Day 45 - Thursday - July 10 - Petersburg to Bay north of Point Vandeput

Second Leg - Days 45-52 - Petersburg to Juneau

The main natural and man made features encountered along this stretch of the route include:
The town of Petersburg, Cape Fanshaw, Stephens Passage, Port Houghton, Holkham Bay, Taku Inlet, Gastineau Channel, and the city of Juneau.

Heading across Frederick Sound toward the Sukoi Islands.

Today I set off from Petersburg and started what would be a weeklong paddle to my next destination, Juneau, Alaska. After carrying all my gear down to the boat and loading it up, I was pushing off from the dock at 6:50am. The overcast sky was solid gray, and the air was chilly, but it was not raining and the wind was light, so conditions were good for paddling.

An iceberg in Frederick Sound.

I headed north in Frederick Sound and paddled diagonally across 6 miles of open water through the Sukoi Islands reaching Point Agassiz on the far side at 9:30am. During the crossing, I passed a hand full of icebergs that were the size of commercial fishing boats. These had drifted north either from the LeConte Glacier or south through Tomas Bay from the Baird Glacier. I carefully kept enough distance between the icebergs and myself in case one of them decided to flip just as I passed.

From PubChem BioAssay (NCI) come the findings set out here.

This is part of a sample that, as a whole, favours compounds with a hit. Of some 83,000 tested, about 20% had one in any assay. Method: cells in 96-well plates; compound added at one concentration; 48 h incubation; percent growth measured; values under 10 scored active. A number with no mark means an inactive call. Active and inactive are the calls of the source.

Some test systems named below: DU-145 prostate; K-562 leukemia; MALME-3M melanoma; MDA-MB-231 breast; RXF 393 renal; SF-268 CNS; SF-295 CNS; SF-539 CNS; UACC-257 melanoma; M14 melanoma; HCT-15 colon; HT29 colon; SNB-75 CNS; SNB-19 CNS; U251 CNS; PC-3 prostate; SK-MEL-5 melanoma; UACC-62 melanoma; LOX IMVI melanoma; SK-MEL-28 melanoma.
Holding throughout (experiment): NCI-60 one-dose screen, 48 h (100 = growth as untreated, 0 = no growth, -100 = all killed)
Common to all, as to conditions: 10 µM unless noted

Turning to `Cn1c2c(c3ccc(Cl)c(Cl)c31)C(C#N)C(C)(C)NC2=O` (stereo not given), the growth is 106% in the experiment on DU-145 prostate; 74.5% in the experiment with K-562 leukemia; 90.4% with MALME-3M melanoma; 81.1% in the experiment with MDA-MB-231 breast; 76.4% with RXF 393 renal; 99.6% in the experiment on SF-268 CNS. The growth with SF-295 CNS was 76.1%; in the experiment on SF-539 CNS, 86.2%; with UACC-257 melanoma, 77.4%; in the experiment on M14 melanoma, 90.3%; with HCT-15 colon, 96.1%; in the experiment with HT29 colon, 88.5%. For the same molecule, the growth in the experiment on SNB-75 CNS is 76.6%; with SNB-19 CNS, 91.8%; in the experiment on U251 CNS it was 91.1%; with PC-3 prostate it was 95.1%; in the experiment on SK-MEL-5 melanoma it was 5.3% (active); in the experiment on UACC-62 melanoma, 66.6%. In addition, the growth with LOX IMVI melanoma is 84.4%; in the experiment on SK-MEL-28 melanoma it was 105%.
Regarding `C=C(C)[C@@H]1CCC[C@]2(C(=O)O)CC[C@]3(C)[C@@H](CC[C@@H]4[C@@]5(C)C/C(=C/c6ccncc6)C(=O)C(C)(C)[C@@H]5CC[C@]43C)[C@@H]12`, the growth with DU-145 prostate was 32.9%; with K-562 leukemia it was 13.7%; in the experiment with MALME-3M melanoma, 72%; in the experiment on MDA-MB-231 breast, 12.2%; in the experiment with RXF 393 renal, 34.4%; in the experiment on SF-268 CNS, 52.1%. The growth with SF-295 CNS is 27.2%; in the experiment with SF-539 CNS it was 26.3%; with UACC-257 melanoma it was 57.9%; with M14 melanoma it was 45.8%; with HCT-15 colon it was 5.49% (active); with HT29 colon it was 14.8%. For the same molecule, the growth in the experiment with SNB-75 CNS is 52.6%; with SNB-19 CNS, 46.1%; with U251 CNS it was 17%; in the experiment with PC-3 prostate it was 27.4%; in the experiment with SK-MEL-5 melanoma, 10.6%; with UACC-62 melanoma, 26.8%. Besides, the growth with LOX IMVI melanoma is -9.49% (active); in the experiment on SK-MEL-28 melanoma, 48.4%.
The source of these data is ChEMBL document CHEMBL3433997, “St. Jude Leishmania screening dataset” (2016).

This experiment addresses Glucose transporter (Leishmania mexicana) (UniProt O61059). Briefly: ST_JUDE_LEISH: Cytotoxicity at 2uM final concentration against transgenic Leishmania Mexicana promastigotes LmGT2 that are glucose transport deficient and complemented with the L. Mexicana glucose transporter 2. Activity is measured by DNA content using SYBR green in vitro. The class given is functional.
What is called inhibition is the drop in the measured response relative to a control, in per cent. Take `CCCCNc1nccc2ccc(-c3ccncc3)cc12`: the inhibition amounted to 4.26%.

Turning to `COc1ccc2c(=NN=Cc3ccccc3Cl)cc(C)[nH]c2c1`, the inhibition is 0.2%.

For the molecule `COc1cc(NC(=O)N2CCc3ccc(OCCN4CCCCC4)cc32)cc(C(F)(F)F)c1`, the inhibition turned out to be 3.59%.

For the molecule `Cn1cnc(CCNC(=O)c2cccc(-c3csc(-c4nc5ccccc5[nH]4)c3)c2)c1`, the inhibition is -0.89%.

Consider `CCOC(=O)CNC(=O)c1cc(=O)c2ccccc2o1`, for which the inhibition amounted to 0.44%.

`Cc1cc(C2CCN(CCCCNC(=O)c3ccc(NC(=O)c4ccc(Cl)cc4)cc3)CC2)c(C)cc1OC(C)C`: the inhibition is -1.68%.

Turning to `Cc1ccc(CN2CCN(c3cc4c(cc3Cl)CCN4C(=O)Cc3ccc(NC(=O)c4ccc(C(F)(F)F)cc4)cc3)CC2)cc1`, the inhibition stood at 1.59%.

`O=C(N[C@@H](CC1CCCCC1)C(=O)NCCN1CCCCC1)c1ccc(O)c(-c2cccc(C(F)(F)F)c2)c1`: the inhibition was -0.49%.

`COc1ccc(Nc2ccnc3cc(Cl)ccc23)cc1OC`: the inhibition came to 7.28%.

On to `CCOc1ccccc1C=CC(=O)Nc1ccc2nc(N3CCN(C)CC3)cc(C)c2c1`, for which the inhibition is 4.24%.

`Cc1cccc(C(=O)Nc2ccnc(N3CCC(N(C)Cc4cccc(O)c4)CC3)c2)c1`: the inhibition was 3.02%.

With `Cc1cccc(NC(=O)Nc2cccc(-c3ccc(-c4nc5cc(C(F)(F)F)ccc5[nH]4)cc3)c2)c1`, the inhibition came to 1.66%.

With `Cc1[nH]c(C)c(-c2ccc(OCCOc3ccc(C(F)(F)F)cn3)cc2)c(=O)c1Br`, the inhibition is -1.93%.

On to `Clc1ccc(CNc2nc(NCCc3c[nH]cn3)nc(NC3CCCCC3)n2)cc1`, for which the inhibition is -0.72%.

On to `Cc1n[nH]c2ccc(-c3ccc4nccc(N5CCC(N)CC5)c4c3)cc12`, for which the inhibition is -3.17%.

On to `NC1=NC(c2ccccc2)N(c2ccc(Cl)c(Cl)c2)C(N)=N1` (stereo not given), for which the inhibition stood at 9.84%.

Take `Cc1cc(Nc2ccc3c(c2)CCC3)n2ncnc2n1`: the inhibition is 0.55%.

Stormy weather approaching.

After reaching the eastern or mainland side of the sound, I made my way up to Wood Point and the entrance to Thomas Bay. The bays entrance is about 3 miles across with Point Vandeput marking the northern tip at the end of a long peninsula.
Once past the imposing opening of Thomas Bay I started looking for a place to camp. The peninsula that forms Point Vandeput is mostly a long sand beach but the foreshore is composed of large barnacle encrusted boulders at low tide that makes it unsuitable for camping. At the head of the peninsula, near an opening to a shallow lagoon, I found a perfect spot to camp. After paddling 22 miles from Petersburg, I landed here at 2:35pm.

My campsite three miles north of Point Vandeput.

The lagoon here is shown as Dry Bay on topographic maps but is un-named on nautical charts. The shore is sand at all tide levels and big solid rocks high up the beach make a good spot to cook and sit back and watches for whales. This site was very buggy most likely because of its close proximity to the shallow lagoon hidden behind it. That obviously has not stopped other people from using it, as there is a large cleared camping area up in the trees that is well above the highest tides. It would also be a perfect spot to get out of high winds.
A seemingly endless parade of boats passed by offshore all evening making their way through Frederick Sound heading toward Petersburg and Juneau.